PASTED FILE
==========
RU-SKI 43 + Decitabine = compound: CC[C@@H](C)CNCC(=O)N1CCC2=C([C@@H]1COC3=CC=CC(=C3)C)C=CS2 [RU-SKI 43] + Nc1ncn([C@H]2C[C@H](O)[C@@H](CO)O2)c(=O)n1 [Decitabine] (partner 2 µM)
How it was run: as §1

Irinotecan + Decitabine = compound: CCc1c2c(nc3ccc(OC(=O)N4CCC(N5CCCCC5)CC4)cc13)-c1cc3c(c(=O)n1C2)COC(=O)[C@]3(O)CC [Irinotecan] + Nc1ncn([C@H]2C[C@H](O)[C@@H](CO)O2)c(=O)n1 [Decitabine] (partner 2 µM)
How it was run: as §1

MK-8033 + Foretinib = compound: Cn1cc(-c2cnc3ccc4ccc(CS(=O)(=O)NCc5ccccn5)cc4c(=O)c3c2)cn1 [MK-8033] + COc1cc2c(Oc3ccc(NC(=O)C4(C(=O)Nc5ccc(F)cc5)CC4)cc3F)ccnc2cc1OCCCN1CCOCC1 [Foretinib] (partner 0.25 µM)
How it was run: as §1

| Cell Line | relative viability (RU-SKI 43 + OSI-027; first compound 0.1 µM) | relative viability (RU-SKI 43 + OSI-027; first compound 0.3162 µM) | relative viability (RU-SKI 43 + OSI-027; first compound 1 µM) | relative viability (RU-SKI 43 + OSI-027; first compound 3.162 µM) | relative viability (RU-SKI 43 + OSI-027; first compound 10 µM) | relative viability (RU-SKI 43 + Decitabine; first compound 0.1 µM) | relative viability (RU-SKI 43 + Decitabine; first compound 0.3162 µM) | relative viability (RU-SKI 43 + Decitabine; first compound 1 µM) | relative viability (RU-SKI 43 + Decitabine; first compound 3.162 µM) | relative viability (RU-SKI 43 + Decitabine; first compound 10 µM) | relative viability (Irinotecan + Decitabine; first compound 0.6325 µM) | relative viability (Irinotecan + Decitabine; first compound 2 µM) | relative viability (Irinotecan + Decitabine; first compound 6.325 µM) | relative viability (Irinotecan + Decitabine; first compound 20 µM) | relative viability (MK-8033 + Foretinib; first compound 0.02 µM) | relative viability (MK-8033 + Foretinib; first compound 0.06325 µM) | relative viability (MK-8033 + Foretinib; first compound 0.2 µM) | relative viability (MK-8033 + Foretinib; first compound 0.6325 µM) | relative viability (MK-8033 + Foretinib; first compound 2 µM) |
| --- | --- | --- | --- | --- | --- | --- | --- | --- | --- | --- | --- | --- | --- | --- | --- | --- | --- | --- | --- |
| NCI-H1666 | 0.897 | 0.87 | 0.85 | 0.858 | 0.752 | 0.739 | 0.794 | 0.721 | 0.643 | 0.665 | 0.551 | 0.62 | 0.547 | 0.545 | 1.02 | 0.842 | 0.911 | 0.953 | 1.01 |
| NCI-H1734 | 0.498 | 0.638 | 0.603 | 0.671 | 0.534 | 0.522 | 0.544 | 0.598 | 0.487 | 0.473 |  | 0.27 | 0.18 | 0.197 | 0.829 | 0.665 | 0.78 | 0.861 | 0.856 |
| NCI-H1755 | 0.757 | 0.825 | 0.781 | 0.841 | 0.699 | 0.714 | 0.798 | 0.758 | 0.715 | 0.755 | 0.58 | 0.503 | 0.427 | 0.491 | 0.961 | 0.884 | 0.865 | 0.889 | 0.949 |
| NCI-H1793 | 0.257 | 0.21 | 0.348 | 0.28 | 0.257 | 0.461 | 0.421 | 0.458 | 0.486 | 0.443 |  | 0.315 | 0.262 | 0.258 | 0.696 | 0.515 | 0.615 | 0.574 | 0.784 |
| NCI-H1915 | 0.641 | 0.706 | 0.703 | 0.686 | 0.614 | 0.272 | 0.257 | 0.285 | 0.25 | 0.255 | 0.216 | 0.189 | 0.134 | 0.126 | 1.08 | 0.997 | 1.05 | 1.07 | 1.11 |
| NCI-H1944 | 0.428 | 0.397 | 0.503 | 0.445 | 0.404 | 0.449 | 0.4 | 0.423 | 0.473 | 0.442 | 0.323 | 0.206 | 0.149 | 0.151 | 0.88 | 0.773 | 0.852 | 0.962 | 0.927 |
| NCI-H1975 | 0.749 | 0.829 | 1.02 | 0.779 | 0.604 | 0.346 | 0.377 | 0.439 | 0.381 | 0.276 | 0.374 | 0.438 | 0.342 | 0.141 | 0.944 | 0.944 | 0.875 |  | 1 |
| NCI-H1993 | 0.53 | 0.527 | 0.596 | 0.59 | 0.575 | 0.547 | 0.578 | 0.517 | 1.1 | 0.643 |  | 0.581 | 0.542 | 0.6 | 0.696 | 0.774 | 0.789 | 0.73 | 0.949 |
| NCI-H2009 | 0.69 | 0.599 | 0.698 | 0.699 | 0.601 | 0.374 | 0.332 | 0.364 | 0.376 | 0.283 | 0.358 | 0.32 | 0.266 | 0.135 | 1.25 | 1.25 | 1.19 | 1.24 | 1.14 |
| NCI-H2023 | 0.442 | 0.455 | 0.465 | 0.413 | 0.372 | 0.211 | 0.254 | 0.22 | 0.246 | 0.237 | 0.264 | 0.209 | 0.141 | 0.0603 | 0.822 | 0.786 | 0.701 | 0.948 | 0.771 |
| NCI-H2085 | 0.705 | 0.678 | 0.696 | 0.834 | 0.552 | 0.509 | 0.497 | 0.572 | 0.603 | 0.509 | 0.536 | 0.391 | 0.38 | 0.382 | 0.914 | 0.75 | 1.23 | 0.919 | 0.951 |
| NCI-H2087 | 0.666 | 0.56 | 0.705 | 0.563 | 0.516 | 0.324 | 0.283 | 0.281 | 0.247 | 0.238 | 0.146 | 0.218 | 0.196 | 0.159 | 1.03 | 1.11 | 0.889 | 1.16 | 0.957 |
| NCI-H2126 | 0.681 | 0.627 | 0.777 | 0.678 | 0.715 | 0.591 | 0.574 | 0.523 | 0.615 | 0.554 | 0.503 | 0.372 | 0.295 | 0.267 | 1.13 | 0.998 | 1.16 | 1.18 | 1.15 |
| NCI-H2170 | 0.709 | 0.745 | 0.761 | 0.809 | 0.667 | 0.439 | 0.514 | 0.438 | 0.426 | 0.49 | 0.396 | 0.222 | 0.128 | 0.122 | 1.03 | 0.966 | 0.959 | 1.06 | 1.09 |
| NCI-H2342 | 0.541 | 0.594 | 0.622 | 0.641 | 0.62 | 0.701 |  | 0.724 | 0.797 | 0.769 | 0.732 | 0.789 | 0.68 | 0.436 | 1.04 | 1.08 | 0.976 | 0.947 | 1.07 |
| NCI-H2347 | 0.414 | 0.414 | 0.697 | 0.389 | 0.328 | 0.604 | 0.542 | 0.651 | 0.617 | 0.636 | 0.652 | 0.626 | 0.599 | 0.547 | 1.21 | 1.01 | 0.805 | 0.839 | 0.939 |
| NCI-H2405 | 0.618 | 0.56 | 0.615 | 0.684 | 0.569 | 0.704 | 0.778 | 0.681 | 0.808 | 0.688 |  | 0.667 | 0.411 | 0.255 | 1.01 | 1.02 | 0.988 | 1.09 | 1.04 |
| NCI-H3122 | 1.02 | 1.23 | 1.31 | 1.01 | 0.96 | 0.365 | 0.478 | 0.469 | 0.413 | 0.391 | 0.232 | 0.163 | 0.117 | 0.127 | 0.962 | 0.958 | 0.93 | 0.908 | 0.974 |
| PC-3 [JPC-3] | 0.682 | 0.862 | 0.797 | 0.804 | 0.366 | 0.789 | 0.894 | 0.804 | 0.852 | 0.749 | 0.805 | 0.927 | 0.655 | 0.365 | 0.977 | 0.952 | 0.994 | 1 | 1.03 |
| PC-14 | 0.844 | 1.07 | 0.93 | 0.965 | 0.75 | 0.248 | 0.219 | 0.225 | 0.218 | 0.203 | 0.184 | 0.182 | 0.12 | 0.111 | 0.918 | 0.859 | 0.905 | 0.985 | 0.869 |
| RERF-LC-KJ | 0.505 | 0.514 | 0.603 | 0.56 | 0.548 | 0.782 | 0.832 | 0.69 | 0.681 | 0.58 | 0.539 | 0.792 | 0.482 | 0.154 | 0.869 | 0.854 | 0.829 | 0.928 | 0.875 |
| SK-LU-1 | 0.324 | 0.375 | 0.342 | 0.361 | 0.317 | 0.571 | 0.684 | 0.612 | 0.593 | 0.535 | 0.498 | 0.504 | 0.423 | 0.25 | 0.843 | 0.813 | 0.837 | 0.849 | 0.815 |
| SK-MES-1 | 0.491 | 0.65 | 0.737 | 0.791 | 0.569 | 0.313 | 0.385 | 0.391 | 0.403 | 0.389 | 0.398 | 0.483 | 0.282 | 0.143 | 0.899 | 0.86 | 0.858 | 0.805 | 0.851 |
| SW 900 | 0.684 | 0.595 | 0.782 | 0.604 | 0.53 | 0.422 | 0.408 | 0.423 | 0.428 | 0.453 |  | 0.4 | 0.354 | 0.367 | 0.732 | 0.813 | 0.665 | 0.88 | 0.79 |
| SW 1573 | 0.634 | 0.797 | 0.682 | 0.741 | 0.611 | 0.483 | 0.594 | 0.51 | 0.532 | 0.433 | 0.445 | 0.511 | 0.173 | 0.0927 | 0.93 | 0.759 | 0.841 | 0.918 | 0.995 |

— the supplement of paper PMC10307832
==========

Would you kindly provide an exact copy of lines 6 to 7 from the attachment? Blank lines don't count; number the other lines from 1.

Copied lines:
How it was run: as §1

| Cell Line | relative viability (RU-SKI 43 + OSI-027; first compound 0.1 µM) | relative viability (RU-SKI 43 + OSI-027; first compound 0.3162 µM) | relative viability (RU-SKI 43 + OSI-027; first compound 1 µM) | relative viability (RU-SKI 43 + OSI-027; first compound 3.162 µM) | relative viability (RU-SKI 43 + OSI-027; first compound 10 µM) | relative viability (RU-SKI 43 + Decitabine; first compound 0.1 µM) | relative viability (RU-SKI 43 + Decitabine; first compound 0.3162 µM) | relative viability (RU-SKI 43 + Decitabine; first compound 1 µM) | relative viability (RU-SKI 43 + Decitabine; first compound 3.162 µM) | relative viability (RU-SKI 43 + Decitabine; first compound 10 µM) | relative viability (Irinotecan + Decitabine; first compound 0.6325 µM) | relative viability (Irinotecan + Decitabine; first compound 2 µM) | relative viability (Irinotecan + Decitabine; first compound 6.325 µM) | relative viability (Irinotecan + Decitabine; first compound 20 µM) | relative viability (MK-8033 + Foretinib; first compound 0.02 µM) | relative viability (MK-8033 + Foretinib; first compound 0.06325 µM) | relative viability (MK-8033 + Foretinib; first compound 0.2 µM) | relative viability (MK-8033 + Foretinib; first compound 0.6325 µM) | relative viability (MK-8033 + Foretinib; first compound 2 µM) |